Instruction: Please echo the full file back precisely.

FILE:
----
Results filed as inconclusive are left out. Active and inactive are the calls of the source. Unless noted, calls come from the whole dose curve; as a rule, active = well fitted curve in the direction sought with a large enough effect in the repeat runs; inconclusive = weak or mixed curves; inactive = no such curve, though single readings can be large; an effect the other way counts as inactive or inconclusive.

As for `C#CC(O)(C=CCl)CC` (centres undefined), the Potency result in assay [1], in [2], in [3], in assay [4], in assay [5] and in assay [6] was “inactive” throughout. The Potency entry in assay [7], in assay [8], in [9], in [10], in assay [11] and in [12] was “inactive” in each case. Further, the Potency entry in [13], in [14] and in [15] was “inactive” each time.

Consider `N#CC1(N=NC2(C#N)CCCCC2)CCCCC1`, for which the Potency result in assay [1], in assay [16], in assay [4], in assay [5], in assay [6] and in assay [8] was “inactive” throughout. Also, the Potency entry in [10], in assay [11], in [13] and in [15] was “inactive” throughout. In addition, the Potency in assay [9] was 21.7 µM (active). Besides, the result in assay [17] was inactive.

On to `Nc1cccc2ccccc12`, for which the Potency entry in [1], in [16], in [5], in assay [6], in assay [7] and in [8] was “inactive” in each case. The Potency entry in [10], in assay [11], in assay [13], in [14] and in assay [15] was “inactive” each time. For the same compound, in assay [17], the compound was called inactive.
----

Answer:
Results filed as inconclusive are left out. Active and inactive are the calls of the source. Unless noted, calls come from the whole dose curve; as a rule, active = well fitted curve in the direction sought with a large enough effect in the repeat runs; inconclusive = weak or mixed curves; inactive = no such curve, though single readings can be large; an effect the other way counts as inactive or inconclusive.

As for `C#CC(O)(C=CCl)CC` (centres undefined), the Potency result in assay [1], in [2], in [3], in assay [4], in assay [5] and in assay [6] was “inactive” throughout. The Potency entry in assay [7], in assay [8], in [9], in [10], in assay [11] and in [12] was “inactive” in each case. Further, the Potency entry in [13], in [14] and in [15] was “inactive” each time.

Consider `N#CC1(N=NC2(C#N)CCCCC2)CCCCC1`, for which the Potency result in assay [1], in assay [16], in assay [4], in assay [5], in assay [6] and in assay [8] was “inactive” throughout. Also, the Potency entry in [10], in assay [11], in [13] and in [15] was “inactive” throughout. In addition, the Potency in assay [9] was 21.7 µM (active). Besides, the result in assay [17] was inactive.

On to `Nc1cccc2ccccc12`, for which the Potency entry in [1], in [16], in [5], in assay [6], in assay [7] and in [8] was “inactive” in each case. The Potency entry in [10], in assay [11], in assay [13], in [14] and in assay [15] was “inactive” each time. For the same compound, in assay [17], the compound was called inactive.